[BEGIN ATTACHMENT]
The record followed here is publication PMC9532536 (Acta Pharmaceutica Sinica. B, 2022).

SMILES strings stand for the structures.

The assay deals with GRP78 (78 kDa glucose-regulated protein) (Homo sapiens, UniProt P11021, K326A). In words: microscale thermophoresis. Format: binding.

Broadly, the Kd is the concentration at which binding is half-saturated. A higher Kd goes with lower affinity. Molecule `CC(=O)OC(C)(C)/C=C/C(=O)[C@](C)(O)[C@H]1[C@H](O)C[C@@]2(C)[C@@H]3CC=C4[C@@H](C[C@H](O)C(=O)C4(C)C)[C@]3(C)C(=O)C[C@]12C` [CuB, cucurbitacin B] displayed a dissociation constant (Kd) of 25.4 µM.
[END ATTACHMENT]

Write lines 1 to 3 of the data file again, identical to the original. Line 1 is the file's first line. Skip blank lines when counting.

The record followed here is publication PMC9532536 (Acta Pharmaceutica Sinica. B, 2022).

SMILES strings stand for the structures.

The assay deals with GRP78 (78 kDa glucose-regulated protein) (Homo sapiens, UniProt P11021, K326A). In words: microscale thermophoresis. Format: binding.